From what we saw, the NVX 610 appeared to be conceptually sound, though because of connectivity issues we were only able to listen to a simulated demo mode. The device connects to your iPhone, iPod touch or iPad using the 30-pin dock connector, or over Bluetooth (a built-in connector and attachments can fit a variety of iPhones and iPod touches, and you can connect your iPad using an Apple-supplied dock connector cable). Renouard insisted that audio quality was identical when making actual phone calls, and if that’s really the case, we could easily see this replacing both corporate desk phones, which can sometimes cost close to the 610′s $600 retail price, and conference room speakerphones, which occasionally cost even more. And since the device can access your iPhone or iPad’s address book, being able to use multiple phones in the office while maintaining access to all of your contacts could prove invaluable.
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Toshiba knew what we wanted at today’s IFA press conference, and naturally, it saved the best for last. The company unveiled its AT200 tablet at the show today, and really, as predicted, the thing does seem like a serious competitor to Samsung’s popular Galaxy Tab 10.1. The tablet is quite thin and well-built (it was on lock down, so we can’t quite attest to its “lightest” claims), unlike a number of its Android brethren. The brushed metal backing also adds a level of sturdiness lacking in the Galaxy Tab 10.1′s plastic rear.
Viewsonic has been taunting us a slew of slates for months, one of which we even got to manhandle way back in February. It seems the company is finally ready to deliver its ViewPads to the public though, and announced the availability of three models at IFA. The ViewPad 10pro has been around the block a few times by now and, after a limited run earlier, the Android 2.3 and Windows 7-running tablet will hit shelves on September 5th starting at €499 ($714) for the WiFi only version. Next up is the oft-teasedViewPad 7x, a 7-inch slice of Honeycomb that sports the custom, 3D ViewScene skin. A definitive date hasn’t been set for this 8GB, Tegra 2-powered device, but it’s expected to land before the end of the month for €349 ($499). Last, is the budget-minded ViewPad 7e. We don’t know much about this device, outside of the fact that it sports a 4:3 screen, most likely of the 7-inch variety, but it seems safe to assume we’re looking at another Android device. One with relatively low-power internals considering its estimated €169 ($242) price when it lands sometime in Q4.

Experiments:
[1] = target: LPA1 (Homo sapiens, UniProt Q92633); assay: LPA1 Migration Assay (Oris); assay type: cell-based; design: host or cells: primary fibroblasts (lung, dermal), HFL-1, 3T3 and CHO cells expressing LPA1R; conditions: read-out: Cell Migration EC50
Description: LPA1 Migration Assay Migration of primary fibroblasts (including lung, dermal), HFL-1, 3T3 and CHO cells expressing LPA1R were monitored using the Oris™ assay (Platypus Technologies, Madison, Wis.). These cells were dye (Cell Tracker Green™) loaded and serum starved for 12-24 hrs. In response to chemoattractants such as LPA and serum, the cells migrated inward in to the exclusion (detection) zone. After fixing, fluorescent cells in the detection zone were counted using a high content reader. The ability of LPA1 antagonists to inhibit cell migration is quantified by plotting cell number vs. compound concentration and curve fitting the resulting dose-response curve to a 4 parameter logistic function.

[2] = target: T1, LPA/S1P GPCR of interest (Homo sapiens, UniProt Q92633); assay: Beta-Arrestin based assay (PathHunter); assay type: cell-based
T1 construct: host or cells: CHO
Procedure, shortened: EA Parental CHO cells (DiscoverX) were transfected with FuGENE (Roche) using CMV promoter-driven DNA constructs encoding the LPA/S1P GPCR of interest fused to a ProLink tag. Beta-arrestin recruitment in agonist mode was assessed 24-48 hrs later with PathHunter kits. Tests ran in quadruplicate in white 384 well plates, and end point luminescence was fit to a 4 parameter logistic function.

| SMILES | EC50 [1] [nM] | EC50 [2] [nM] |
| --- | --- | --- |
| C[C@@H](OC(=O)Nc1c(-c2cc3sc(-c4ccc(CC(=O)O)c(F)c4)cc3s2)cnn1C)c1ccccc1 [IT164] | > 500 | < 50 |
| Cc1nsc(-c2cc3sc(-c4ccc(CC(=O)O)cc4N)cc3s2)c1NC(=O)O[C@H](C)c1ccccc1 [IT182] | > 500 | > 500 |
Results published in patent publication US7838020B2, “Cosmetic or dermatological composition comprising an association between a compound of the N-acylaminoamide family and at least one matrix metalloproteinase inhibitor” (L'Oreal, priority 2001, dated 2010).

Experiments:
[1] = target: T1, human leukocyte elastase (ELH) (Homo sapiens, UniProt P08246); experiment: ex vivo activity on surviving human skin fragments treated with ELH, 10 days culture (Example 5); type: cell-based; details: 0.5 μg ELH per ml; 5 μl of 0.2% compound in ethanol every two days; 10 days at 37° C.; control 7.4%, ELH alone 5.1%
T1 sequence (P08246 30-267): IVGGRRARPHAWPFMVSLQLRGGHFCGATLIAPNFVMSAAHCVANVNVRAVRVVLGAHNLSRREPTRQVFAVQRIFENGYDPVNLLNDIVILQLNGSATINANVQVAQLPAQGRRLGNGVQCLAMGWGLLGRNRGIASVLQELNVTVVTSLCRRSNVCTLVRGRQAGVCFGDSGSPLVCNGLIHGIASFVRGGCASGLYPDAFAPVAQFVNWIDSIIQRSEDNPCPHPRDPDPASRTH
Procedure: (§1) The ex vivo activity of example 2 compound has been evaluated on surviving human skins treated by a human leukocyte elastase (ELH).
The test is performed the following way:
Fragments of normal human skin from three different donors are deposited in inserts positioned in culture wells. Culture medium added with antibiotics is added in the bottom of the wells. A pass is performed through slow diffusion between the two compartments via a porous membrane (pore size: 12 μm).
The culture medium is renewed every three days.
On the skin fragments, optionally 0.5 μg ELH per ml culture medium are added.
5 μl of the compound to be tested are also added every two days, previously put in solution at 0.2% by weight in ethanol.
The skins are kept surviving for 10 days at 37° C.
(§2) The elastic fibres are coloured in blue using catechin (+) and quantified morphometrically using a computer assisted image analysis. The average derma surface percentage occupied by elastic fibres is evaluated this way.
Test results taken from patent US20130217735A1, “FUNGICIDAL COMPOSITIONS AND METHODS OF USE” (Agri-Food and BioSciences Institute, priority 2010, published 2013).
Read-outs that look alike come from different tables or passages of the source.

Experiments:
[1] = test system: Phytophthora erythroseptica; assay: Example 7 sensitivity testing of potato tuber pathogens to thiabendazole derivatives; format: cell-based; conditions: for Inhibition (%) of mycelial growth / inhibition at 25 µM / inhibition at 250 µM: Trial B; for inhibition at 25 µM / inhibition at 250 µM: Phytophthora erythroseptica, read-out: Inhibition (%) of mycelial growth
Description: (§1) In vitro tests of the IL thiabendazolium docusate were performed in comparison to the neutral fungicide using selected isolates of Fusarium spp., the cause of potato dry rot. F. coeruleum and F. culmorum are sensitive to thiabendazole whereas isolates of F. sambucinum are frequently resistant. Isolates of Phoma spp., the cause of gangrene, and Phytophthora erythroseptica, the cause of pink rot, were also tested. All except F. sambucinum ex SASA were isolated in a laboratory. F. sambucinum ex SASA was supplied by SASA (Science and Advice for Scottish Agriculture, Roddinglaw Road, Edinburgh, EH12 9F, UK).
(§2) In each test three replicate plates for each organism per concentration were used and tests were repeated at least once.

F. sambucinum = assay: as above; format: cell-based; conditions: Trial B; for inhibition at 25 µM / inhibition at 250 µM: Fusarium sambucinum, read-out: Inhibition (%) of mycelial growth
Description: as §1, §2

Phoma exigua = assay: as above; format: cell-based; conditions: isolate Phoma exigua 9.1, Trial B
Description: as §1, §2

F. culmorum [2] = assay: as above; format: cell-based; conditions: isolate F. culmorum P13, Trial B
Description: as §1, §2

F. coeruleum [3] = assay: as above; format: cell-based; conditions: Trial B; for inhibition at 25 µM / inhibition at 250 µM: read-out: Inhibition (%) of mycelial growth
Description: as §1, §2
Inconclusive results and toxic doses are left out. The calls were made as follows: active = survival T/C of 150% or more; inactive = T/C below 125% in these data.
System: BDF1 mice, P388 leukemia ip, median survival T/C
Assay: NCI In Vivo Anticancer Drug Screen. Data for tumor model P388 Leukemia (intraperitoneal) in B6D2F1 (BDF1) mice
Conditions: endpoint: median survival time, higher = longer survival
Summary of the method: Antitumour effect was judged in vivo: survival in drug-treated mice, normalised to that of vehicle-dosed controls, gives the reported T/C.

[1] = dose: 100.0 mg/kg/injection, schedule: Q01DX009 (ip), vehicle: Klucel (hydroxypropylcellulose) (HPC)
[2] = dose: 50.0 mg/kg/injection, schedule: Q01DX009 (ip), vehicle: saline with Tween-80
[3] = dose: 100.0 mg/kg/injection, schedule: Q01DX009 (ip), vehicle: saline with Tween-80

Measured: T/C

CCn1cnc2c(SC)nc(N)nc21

Creative isn’t nearly the aural force it once was, but it’s still a respected name when it comes to headsets and — gasp! — sound cards. Here at IFA, the outfit has busted out a new range of Sound Blaster (yeah, seriously) gaming headsets for Xbox 360, PlayStation 3, PC and Mac platforms. The 360-friendly Sound Blaster Tactic360 Sigma is being revealed with a steel core headband design and 50mm audio drivers, not to mention separate voice and game audio controls. Moving right along, the Tactic360 ION slims down with a pair of 40mm drivers, while the Tactic3D Wrath Wireless caters to Mac / PC users who’d rather not sweat the whole “cable” thing. The Tactic3D Omega Wireless does likewise for console gamers, and for those infatuated with three-dee, the outfit’s new Recon3D audio platform / sound cards sound give you reason to celebrate. Full details are posted up after the break, for those who find themselves strangely intrigued.